Mission Critical Communication for Mission Critical Industries
Mission critical industries are the ones responsible for everything in our daily life we take for granted. When we turn on the tap, we expect clean water to come out of it; when we switch on the light, we expect it to work; and when we board the train, we expect it to be on time and travel seamlessly to our destination. And usually we never stop to think about what powers these essential functions.
These things we take for granted require huge and sophisticated infrastructure to run properly. But because of well-organized infrastructures, we can hardly imagine our life without these critical applications to our daily life.
If all the electricity, water, gas and communication lines were to suddenly disappear, the world would enter pure pandemonium. Over the years, utility companies have built an extremely reliable infrastructure to minimize the risk of such chaos. A crucial piece of this preparedness is the visibility and control of communication infrastructure—the hinge and foundation upon which all critical industries rely.
However, in coming years, utility companies will need to change their communication networks because of aging systems and new enforced requirements. Currently, the underlying infrastructure is a TDM-based communication network. Soon, utilities will be forced to move to packet-based communication networks.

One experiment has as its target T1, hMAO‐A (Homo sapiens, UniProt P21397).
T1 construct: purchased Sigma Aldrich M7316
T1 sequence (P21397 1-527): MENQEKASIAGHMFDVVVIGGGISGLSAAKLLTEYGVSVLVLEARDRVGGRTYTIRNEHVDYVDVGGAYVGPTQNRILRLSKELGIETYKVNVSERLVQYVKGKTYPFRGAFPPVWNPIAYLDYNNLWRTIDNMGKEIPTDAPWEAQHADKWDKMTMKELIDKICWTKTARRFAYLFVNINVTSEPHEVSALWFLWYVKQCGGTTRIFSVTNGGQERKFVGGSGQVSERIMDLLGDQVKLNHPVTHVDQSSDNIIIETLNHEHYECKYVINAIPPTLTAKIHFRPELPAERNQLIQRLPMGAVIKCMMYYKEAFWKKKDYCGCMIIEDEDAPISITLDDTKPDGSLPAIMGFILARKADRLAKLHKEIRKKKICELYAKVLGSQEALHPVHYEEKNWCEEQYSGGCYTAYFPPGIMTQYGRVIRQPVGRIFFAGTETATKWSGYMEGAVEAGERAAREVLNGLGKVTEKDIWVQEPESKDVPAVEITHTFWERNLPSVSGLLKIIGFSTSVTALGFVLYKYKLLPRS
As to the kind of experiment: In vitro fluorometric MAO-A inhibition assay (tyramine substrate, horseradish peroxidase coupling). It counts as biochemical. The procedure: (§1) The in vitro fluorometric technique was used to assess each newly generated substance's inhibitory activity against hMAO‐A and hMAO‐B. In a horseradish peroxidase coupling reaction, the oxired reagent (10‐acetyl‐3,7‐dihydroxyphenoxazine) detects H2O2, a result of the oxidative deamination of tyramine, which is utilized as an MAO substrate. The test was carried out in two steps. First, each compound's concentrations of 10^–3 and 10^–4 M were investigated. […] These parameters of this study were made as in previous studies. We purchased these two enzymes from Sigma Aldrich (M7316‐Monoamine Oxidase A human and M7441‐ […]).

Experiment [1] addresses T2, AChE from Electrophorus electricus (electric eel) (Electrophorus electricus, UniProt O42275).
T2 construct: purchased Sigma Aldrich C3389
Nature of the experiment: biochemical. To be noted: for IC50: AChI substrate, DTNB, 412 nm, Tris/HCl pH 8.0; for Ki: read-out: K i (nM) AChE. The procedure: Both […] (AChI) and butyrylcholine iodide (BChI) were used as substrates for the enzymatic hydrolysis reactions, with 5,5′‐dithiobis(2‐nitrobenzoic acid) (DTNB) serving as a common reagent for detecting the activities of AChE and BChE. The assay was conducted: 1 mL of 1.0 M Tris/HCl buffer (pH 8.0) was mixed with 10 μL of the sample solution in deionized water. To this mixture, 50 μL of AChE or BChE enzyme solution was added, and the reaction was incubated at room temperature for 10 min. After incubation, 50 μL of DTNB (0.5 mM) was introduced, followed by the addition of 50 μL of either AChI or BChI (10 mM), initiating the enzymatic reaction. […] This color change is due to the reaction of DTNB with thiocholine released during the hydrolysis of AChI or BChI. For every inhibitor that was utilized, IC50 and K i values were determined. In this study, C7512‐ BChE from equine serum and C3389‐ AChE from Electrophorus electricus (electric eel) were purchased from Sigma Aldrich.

TDM vs. Packet Infrastructures
Without getting into too much technical detail, there are two key differences between packet and TDM technologies. With TDM, bandwidth is reserved whether you have information to deliver or not. With packet, on the other hand, you send information only when you need to, enabling statistical multiplex of several information flows over the same link. As a result, packet is more efficient in using the communication links; however, the bandwidth and the delay cannot be guaranteed.
The second fundamental difference between packet and TDM is the way the connection between the two communicating points is established. TDM uses a connection-oriented scheme, where the path is known and fixed. Packet is based on dynamic connectionless protocols, where each hop on the way decides on the next hop.
Packets that belong to the same information flow may not necessarily follow the same path. While the dynamicity of the packet protocols may be useful for a very dynamic environment, you actually lose control over your network and cannot guarantee deterministic behavior and performance.
Taking Control of Critical Assets
As we mentioned, the shift to packet-based communication is inevitable. What you must decide is whether you want your critical assets to rely on statistical chances or sophisticated autonomous protocols, or whether you want to have the control in your hands?
This can be a hard choice, but not necessarily required. Consider MPLS Transport Profile (MPLS-TP). This method enables you to enjoy the best of both worlds: packet efficiency with TDM-like deterministic performance and static control.
Whatever you choose, choose right. Mission critical environments are not tolerant of mistakes.
Will you be joining us at UTC Telecom & Technology 2016? Get more information about the event here.